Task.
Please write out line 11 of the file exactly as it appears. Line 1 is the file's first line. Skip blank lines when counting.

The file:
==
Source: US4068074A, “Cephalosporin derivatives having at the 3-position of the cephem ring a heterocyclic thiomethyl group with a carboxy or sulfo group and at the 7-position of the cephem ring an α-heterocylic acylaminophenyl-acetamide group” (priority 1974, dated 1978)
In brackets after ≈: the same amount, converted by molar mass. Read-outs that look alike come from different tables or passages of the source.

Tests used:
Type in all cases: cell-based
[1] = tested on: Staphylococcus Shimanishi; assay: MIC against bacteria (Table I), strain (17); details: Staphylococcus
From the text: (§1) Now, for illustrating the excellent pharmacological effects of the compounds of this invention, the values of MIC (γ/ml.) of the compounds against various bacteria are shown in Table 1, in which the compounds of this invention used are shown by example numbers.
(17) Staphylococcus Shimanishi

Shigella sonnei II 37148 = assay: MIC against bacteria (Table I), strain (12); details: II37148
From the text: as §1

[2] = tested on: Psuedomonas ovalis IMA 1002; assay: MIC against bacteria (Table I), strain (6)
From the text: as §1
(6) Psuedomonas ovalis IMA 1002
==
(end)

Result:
From the text: as §1